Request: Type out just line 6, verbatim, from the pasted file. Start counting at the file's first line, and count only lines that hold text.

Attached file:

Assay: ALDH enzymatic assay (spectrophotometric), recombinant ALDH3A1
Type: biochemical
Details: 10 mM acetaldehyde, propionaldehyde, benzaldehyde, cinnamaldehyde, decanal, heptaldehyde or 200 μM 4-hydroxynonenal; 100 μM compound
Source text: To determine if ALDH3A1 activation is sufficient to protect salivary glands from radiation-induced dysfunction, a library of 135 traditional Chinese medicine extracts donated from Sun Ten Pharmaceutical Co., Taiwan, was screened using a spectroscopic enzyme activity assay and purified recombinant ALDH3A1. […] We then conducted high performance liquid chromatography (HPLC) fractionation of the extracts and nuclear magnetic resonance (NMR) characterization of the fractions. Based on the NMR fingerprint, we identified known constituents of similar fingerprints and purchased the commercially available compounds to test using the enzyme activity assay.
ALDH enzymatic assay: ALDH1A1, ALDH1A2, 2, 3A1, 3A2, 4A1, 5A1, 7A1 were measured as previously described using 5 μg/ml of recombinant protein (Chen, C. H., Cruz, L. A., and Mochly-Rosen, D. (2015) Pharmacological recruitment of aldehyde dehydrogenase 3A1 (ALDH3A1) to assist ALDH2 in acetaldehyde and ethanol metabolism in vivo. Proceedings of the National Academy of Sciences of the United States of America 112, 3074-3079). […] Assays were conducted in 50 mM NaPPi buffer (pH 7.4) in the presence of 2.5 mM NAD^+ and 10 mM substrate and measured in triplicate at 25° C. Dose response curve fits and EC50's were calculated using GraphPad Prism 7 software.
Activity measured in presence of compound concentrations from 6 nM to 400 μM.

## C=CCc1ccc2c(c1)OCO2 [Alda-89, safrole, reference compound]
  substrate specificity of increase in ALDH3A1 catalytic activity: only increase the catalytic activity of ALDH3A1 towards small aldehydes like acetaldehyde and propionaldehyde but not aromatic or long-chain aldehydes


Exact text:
Activity measured in presence of compound concentrations from 6 nM to 400 μM.